Eat My Catfish – 9 Years

Eat My Catfish celebrates 9 years of satisfying taste palettes with crispy fish and all the fixin’s. What started in a food truck in Benton has grown into a favorite dining destination for people throughout central Arkansas.

When owner Travis Hester left his corporate job in Dallas to move back home and pursue his dream, he hadn’t cooked catfish a day in his life, but he grew up in an “iconic Southern family with good meals and vegetables from the garden.” It was 2008 when the 24-year-old Hester opened a food truck on Military Road in Benton. An hour later he was sold out of fish. Savory recipes passed down through his family, coupled with determination and grit, have catapulted the restaurant to success, with four brick-and-mortar locations now open.

Three years after the Eat My Catfish food truck took off, it became a local sensation among Benton residents. Every day, people would stop by to visit with Hester, fill up on fish and try their luck with the spiciest crawfish around. This popularity is what prompted Hester to open a dine-in option.

In January 2012, Eat My Catfish opened its first doors right across the street from the original food truck. Conway was the next lucky community to enjoy the delectable menu when the business opened its second location just a year and a half later. Little Rock became the site for the third location. And the fourth location in North Little Rock recently celebrated its grand opening.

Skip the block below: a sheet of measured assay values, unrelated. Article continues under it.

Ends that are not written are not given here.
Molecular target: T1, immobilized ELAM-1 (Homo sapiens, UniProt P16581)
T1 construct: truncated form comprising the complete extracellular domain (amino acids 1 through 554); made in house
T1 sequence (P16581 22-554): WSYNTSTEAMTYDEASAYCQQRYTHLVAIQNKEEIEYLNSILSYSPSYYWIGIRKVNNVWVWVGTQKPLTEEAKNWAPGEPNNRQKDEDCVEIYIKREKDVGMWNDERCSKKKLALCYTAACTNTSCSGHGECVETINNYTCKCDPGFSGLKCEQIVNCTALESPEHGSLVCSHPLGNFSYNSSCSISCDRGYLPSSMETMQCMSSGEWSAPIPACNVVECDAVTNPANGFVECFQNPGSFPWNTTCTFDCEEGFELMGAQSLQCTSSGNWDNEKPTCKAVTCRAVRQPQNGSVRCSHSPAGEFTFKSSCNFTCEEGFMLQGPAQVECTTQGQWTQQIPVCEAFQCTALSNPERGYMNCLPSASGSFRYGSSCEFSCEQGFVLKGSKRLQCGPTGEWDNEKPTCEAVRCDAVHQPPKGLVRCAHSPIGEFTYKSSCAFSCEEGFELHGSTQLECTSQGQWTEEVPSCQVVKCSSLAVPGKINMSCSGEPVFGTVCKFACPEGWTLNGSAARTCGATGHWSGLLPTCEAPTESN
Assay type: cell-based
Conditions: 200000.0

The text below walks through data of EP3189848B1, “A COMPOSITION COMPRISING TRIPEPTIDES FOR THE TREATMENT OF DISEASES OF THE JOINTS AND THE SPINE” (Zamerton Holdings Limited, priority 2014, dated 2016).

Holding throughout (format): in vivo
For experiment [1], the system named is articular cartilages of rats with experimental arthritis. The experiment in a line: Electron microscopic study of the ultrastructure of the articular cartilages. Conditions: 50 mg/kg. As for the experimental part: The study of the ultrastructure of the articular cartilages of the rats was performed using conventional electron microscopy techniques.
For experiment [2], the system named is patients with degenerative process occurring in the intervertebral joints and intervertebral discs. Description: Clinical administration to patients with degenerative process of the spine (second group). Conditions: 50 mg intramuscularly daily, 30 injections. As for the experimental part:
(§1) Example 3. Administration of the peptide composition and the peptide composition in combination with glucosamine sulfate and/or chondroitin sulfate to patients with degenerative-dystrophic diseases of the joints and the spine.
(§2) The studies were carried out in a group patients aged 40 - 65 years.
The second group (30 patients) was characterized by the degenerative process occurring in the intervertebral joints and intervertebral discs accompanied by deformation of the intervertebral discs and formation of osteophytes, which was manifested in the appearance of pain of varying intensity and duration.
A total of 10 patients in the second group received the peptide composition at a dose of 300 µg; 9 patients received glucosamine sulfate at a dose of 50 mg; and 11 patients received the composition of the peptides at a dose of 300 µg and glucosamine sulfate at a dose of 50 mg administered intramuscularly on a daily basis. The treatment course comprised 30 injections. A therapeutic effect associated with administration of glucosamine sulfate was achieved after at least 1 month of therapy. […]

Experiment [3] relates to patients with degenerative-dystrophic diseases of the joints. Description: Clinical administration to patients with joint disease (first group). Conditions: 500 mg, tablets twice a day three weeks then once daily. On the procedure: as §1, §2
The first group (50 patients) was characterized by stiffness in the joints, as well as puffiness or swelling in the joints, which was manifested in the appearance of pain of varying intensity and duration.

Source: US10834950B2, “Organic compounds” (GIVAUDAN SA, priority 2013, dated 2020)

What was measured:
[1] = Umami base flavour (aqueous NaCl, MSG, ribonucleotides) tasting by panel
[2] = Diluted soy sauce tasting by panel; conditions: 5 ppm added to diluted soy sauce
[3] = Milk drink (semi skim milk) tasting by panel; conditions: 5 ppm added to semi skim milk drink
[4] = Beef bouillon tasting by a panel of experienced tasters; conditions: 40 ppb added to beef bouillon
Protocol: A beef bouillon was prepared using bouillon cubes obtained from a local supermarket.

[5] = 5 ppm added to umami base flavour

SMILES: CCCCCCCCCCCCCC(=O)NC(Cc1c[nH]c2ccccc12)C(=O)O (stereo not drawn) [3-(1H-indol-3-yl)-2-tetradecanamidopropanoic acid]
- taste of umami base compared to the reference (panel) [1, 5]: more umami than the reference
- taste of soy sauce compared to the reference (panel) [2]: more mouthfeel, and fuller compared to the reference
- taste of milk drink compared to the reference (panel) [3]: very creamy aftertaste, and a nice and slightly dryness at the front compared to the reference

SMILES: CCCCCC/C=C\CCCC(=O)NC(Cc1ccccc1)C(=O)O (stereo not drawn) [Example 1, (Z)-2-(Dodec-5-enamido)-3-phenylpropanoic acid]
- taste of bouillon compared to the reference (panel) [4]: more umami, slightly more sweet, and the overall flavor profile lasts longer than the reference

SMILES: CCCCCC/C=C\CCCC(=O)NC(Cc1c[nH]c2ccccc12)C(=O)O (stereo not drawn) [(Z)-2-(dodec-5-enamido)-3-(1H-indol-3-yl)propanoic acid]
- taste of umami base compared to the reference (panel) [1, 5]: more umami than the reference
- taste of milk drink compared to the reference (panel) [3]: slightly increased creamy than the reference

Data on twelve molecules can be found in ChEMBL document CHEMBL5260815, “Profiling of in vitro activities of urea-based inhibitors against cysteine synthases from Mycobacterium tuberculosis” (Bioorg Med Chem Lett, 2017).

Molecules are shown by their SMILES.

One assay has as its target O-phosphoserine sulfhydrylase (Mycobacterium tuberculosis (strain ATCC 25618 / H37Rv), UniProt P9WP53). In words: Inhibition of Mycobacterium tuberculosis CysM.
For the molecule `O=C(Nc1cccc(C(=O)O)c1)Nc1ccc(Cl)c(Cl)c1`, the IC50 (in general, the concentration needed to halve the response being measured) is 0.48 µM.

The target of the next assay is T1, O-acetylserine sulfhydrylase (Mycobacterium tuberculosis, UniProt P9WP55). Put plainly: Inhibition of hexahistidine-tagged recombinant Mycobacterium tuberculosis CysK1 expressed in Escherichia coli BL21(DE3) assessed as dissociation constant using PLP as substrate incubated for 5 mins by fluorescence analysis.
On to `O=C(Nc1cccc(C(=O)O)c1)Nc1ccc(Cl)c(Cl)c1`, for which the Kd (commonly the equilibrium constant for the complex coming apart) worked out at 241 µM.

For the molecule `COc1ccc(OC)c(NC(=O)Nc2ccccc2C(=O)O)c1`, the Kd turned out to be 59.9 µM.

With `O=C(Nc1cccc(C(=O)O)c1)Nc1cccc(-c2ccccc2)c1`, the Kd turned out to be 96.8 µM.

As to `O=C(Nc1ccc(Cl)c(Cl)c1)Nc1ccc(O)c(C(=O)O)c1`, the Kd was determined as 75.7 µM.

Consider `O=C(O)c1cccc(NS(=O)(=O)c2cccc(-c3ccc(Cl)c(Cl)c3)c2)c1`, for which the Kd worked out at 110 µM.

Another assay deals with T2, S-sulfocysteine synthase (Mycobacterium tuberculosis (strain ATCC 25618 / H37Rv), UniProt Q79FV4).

Eat My Catfish now operates its dine-in restaurants and has two on-site catering trailers as well. Last year alone, the business catered more than 500 events and sold more live and cooked crawfish than anyone in the region.

In addition to the traditional catfish fare, the menu comprises everything from boiled shrimp and fried pickle chips for appetizers to po’boys and boneless chicken wings. The fish is never frozen and chicken comes from a free-range farm in Arkansas. Offering the freshest food possible has been Hester’s goal from day one.

Whatever he and his staff do, Hester reminds them to have a positive attitude with an urge to get better. “We want to develop leaders, so we hire people to help them and encourage them to be leaders in the community.”

The laidback days of the food truck work may have been replaced by lively nights in the restaurant, but Hester says he always makes time to chat with his valued customers, both the loyal ones from the early days and newcomers to the Eat My Catfish world.